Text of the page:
Trump earmarks $1.2 billion for VA-Cerner EHR project in proposed budget

The proposed funding is a substantial investment into the initiative, which the administration said will help to facilitate a seamless transition.
By Jessica Davis
11:00 AM
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Veterans Affairs Secretary David Shulkin, MD, testifies before the House Appropriations Military Construction-VA Subcommittee. Credit: YouTube

In the proposed budget from the Trump administration, the U.S. Department of Veteran Affairs would get 11.7 percent more in funding or $4.2 billion -- including $1.2 billion for the first year of its Cerner EHR project.

Calling the $1.2 billion “substantive investment for this critical initiative,” the administration said the funds would help to “facilitate a seamless transition for service members as they leave the armed forces.”

The $1.2 billion sets aside $675 million as a down payment for the contract, $412 million in infrastructure improvements and $120 million for project management.

[UPDATE: House balks at $10 billion price tag for VA-Cerner EHR project]

The Trump administration proposes $83.1 billion for the VA -- or $8.2 billion more than in 2017. The $4.2 billion for the agency’s Office of Information and Technology, however, is about $300 million less than FY18. About $200 million would be designated to supporting the VA’s legacy VistA and other legacy systems until the Cerner project is rolled out.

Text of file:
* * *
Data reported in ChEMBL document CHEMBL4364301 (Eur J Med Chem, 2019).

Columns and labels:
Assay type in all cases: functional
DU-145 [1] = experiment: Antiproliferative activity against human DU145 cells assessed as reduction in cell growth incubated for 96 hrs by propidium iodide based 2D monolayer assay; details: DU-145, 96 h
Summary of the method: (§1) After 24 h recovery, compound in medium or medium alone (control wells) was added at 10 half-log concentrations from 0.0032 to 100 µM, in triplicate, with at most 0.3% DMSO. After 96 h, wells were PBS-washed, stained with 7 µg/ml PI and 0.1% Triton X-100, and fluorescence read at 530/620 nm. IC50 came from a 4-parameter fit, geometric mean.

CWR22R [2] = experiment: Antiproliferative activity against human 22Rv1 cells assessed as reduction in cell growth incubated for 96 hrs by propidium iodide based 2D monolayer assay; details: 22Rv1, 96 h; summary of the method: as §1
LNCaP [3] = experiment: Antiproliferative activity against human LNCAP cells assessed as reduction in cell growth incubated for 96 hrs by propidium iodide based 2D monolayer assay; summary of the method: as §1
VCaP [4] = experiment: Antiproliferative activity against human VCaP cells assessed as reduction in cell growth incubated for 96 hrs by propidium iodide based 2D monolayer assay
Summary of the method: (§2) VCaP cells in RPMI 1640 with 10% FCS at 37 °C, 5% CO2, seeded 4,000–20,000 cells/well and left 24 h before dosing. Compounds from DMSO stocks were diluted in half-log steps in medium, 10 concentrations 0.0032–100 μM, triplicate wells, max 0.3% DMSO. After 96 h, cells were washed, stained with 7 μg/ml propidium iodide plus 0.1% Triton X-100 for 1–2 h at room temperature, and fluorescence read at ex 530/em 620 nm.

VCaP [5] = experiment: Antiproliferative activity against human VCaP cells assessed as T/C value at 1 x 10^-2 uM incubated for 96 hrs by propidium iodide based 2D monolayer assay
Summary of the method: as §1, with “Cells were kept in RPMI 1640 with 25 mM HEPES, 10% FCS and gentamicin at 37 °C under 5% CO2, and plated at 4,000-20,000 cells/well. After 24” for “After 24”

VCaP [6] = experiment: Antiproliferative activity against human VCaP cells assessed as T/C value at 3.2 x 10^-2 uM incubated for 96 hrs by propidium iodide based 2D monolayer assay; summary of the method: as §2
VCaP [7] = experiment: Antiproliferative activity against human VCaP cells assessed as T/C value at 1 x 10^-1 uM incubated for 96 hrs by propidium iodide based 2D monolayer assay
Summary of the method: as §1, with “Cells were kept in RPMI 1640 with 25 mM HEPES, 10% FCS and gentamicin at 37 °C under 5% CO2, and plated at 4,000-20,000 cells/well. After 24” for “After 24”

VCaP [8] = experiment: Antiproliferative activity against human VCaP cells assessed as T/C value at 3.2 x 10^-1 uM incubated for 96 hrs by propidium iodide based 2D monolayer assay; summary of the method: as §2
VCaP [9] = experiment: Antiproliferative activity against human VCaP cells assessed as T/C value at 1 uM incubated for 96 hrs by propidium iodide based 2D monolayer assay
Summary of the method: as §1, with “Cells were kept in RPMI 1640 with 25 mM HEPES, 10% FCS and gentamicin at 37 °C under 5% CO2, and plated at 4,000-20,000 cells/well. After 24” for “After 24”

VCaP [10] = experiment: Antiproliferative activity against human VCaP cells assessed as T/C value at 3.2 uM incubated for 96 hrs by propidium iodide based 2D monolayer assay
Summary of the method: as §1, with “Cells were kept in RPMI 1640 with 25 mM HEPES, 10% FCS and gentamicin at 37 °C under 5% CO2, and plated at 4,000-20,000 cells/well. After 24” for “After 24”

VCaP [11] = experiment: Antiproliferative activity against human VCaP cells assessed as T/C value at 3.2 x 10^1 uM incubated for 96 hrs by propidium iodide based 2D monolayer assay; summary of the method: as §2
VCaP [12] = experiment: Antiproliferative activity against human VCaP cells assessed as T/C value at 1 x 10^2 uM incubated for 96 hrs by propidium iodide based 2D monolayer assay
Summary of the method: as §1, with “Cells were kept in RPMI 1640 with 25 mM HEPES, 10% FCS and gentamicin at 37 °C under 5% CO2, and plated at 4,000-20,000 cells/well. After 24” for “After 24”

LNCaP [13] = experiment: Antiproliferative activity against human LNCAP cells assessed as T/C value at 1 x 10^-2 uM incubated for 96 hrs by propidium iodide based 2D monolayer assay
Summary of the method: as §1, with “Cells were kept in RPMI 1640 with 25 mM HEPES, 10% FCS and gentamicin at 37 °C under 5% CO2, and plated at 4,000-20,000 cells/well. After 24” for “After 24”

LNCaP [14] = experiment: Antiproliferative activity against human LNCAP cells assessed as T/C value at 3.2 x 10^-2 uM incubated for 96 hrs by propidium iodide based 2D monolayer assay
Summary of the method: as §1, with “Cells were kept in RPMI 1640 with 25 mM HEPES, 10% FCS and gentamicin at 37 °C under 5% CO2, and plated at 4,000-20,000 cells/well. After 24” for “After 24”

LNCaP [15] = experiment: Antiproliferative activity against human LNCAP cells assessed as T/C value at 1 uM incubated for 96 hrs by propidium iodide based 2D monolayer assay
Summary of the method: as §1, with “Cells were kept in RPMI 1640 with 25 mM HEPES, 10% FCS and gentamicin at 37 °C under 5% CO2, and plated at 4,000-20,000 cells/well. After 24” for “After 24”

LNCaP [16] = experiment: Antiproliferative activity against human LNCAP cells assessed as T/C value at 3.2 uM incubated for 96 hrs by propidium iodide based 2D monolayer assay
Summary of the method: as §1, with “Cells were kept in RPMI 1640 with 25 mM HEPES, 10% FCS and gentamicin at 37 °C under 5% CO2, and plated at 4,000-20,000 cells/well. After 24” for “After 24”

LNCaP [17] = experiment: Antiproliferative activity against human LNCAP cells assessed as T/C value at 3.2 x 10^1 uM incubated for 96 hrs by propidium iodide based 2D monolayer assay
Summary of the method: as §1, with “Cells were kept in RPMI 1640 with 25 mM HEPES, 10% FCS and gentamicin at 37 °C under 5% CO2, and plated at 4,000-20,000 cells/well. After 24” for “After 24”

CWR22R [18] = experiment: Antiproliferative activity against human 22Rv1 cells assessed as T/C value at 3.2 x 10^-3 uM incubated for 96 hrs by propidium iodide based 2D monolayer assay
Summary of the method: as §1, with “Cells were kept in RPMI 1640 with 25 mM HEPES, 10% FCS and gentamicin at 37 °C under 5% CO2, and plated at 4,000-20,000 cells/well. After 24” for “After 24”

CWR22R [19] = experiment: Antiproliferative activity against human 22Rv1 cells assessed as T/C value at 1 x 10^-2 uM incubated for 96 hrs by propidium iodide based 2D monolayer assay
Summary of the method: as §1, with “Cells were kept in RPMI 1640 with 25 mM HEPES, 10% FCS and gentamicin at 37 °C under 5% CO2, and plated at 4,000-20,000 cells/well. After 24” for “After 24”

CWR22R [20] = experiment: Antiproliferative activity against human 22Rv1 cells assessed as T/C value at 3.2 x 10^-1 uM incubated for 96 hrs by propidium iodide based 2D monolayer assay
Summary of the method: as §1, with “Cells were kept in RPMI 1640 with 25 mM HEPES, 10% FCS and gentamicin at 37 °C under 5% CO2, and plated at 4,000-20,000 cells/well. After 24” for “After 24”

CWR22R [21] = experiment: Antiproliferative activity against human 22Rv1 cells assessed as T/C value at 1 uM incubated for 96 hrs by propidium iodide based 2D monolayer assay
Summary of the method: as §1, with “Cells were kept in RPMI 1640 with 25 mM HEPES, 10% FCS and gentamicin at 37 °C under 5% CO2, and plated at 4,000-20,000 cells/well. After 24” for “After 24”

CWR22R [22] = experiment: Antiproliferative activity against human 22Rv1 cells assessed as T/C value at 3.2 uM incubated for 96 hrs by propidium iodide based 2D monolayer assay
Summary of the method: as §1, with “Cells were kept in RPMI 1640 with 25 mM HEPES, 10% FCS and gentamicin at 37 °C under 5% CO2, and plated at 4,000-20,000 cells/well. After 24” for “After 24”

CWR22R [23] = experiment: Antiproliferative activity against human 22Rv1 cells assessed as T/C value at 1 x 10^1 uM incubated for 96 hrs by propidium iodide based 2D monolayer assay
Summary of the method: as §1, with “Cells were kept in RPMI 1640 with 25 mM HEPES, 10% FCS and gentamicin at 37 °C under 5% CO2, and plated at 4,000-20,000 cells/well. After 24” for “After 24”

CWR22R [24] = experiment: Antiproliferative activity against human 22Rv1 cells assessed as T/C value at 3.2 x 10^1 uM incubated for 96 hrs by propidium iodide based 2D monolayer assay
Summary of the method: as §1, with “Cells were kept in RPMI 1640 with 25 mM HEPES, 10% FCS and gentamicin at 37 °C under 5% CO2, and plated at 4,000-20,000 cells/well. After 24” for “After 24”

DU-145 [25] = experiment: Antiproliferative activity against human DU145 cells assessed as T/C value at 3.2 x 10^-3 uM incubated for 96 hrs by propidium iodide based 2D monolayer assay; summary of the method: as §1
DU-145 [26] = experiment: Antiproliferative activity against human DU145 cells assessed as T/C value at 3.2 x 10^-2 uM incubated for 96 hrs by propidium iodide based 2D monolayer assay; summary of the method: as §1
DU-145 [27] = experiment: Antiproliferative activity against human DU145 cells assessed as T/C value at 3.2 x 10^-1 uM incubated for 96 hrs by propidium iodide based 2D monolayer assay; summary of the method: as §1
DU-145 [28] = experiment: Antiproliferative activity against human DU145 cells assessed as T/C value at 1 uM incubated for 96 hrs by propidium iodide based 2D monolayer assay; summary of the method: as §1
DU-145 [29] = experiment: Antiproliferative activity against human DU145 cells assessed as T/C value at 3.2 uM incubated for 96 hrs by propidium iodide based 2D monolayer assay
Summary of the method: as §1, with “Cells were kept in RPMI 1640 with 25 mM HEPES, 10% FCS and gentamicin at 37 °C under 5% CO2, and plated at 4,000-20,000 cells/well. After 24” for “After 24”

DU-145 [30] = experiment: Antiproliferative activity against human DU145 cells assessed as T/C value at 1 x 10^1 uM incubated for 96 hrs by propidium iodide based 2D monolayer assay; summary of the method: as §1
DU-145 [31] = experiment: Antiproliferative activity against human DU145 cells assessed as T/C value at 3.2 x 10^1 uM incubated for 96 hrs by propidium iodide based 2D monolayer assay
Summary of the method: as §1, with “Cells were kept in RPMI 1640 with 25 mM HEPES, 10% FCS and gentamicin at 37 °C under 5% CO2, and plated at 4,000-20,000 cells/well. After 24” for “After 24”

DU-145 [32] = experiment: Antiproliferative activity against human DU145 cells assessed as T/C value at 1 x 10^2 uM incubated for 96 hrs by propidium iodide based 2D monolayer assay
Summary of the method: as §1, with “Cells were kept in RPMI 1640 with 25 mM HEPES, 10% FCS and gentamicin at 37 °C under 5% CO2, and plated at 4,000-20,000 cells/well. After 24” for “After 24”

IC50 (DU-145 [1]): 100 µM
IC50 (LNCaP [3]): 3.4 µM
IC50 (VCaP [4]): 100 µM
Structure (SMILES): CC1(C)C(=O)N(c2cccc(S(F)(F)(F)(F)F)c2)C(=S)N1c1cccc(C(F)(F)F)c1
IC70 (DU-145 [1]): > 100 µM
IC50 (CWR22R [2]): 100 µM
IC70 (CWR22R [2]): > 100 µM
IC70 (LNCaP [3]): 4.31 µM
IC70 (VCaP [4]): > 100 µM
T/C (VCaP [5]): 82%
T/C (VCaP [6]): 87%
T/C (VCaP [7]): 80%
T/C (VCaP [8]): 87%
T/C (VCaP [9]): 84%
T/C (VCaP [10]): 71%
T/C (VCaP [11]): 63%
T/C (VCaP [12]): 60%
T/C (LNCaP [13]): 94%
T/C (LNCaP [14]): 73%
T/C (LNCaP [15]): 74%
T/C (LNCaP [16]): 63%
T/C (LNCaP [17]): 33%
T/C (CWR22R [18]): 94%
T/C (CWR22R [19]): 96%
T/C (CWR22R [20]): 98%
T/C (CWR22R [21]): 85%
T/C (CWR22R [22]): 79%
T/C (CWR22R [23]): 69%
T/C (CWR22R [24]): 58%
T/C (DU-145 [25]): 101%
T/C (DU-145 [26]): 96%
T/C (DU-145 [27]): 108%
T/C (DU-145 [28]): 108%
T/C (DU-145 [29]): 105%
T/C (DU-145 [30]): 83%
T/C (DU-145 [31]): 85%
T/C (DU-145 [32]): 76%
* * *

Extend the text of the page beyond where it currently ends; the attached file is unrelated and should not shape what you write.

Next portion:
The total will also give $70.7 billion for VA healthcare, about 9.6 more from last year. Further, the funds would give veterans’ care outside of the VA health system another $13.9 billion, which includes $1.9 billion in response to the Congressional budget approved last week (H.R. 1892 (115)).

[Also: Cerner DoD overhaul coming out in waves; VA deal means 'single system' approach]

VA Secretary David Shulkin put the Cerner deal on hold in the late fall due to interoperability concerns and contracted MITRE in January to perform an assessment. Shulkin is firm on the need for interoperability, given the need for the agency to share records, not only with the Department of Defense but with those providers in the private sector.

Congressional leaders and Cerner President Zane Burke expect the deal to be signed soon.

Twitter: @JessieFDavis
Email the writer: jessica.davis@himssmedia.com